Incumbent utilities in the Midcontinent grid operator’s footprint could build certain transmission projects without a competitive bidding process under a proposal filed Wednesday with the Federal Energy Regulatory Commission.
The Midcontinent Independent System Operator would assign transmission projects to incumbent utilities when at least 80% of the project’s costs come from upgrades to the existing system, a change that would facilitate a $10.4 billion Long Range Transmission Plan, or LRTP, according to the proposal, which wasn’t vetted by stakeholders.
Advocates for competition in the transmission sector see the proposal as part of a pattern of utilities seeking to monopolize those investments. “The MISO proposal would chip away at the eligibility of transmission projects subjected to open competition and erode associated costs savings and innovation,” Devin Hartman, R Street Institute director of energy and environmental policy, said Wednesday in an email.
MISO’s proposal centers on its LRTP Tranche 1, a set of transmission lines that could support about 53 GW of wind, solar, hybrid and stand-alone battery projects, that is slated to be voted on by the grid operator’s board on July 25. It would also apply to upcoming tranches.
Only about 21% of the estimated value of the proposed LRTP projects are subject to competition, and the MISO proposal may drop that to around 16%, according to Hartman. "We should be expanding transmission competition eligibility, not contracting it," he said, adding that R Street, a free-market group, contends that all transmission upgrades above 100 kV be subject to competition.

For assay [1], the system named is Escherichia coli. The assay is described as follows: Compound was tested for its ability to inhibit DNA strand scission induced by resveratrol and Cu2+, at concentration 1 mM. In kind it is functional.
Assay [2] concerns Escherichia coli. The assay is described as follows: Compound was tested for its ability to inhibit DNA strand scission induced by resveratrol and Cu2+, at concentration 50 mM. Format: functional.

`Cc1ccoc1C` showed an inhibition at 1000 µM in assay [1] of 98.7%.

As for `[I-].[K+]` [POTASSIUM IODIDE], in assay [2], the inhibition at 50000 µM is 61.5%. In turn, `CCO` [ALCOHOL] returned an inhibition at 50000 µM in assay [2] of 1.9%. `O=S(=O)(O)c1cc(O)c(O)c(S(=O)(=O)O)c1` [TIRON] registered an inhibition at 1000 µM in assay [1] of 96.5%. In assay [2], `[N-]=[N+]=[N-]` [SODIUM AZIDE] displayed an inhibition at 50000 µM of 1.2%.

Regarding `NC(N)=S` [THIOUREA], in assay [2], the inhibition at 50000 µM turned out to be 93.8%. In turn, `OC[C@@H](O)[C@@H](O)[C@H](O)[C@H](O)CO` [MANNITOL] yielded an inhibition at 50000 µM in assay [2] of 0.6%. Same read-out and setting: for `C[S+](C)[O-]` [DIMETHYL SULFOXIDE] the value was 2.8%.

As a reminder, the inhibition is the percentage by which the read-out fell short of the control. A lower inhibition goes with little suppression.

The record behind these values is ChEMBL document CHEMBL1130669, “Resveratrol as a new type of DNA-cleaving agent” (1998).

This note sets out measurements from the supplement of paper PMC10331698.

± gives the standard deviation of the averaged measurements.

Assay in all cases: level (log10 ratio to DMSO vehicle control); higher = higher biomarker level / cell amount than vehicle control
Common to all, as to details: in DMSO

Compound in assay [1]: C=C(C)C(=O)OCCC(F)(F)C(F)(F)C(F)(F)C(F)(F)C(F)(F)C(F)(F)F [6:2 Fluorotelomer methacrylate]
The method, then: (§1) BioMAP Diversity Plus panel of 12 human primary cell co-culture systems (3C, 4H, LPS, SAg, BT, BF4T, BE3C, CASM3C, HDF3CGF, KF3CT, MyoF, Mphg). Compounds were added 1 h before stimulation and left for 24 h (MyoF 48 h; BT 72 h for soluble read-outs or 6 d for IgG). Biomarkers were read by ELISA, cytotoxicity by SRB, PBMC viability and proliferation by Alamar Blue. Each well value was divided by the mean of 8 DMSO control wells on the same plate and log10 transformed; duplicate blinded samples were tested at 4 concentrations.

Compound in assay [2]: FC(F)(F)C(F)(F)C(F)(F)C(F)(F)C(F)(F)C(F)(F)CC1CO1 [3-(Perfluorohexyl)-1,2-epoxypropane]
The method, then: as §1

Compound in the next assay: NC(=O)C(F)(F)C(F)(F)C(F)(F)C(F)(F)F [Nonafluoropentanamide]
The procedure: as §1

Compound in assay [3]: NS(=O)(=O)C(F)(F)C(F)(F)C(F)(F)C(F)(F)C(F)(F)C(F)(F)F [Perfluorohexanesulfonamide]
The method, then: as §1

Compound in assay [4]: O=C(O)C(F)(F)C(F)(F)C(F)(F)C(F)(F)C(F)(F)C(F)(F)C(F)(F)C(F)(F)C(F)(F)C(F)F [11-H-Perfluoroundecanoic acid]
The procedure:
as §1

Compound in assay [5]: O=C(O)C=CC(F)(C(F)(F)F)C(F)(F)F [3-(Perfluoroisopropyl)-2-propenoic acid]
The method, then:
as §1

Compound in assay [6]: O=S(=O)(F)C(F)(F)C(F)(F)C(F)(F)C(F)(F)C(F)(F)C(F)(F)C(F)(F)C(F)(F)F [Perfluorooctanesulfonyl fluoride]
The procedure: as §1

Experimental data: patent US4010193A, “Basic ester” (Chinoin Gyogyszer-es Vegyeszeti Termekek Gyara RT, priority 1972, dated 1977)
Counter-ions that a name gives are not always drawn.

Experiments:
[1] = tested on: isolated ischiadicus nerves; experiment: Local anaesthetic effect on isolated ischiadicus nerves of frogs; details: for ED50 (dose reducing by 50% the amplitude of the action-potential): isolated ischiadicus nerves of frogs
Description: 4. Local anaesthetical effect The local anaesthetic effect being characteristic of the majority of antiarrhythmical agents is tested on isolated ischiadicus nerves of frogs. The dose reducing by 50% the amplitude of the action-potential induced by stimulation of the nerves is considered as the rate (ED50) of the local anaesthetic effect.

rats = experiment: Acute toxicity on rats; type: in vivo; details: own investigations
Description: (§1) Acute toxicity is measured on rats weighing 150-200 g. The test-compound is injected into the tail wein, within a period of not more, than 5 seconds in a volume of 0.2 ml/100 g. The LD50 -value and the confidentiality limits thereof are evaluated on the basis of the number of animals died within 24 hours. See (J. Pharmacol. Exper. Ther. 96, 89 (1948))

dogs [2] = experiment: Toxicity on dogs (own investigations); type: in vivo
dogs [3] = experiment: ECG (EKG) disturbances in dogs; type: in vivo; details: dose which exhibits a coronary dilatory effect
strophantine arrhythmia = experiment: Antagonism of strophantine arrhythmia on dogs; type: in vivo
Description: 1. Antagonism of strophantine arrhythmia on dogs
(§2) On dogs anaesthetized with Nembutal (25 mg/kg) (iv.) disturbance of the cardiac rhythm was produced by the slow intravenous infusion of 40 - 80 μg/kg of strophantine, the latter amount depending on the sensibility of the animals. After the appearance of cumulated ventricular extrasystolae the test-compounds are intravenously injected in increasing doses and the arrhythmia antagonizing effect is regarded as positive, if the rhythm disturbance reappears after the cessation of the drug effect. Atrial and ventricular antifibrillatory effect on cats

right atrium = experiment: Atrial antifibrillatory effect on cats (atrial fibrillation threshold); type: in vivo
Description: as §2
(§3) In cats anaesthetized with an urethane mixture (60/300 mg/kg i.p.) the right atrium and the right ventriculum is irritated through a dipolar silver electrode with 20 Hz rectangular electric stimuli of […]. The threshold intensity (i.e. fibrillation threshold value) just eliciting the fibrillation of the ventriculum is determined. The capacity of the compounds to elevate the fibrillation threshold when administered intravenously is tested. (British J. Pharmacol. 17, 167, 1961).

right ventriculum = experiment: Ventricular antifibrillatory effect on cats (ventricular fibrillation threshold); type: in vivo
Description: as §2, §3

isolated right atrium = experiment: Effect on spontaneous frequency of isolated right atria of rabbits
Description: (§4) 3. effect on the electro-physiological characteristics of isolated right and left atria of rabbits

The LRTP plan could get bogged down if projects that primarily involve upgrading existing facilities must be put out to bid, according to MISO. Those challenges include designing, permitting and maintaining the facilities, which are typically short segments or conductor-only projects, according to MISO.
Even with the proposal, there will be “significant opportunity” for competitive transmission development in the pending buildout, according to MISO. “By promoting administrative, regulatory and economic efficiency, the proposal will allow MISO to devote its limited resources to larger competitive transmission line segments and projects, which are more likely to bring substantial benefits to MISO’s footprint,” the grid operator told FERC.
FERC approved a similar Southwest Power Pool proposal in 2014 that included an 80% cost threshold, MISO said.
“MISO has determined that the commission’s previously-approved 80/20 approach would provide a reasonable mechanism to mitigate the effects of the majority of the concerns … at least for those projects where the challenges and inefficiencies caused by these problems greatly outstrip any likely benefit to be had from conducting the competitive transmission process,” the grid operator said.
Based on a preliminary review, some “short segments” and conductor-only projects would likely be open to competitive bidding, according to MISO.
After the MISO board approves the Tranche 1 projects, the grid operator will determine which transmission facilities in the package qualify for competitive bidding, Jeremiah Doner, MISO director of cost allocation and competitive transmission, said in testimony supporting the grid operator's proposal.
The proposal strikes “an appropriate middle ground between competitive and efficiency priority,” and should allow MISO to effectively move forward with the potential Tranche 1 projects, the grid operator said.
Noting that FERC last week approved a cost allocation methodology for the Tranche 1 projects, MISO asked the commission to green-light the proposal by July 22. “This will provide maximum certainty to all parties involved in the LRTP process,” MISO said.
The timing of the proposal, weeks before the MISO board vote, and the lack of a stakeholder process to review it appears suspect to Ari Peskoe, director of Harvard Law School’s Electricity Law Initiative.
“The notion that utilities only now considered the competitive implications of LRTP, a 2-year planning process, does not pass the smell test,” Peskoe said Wednesday in an email.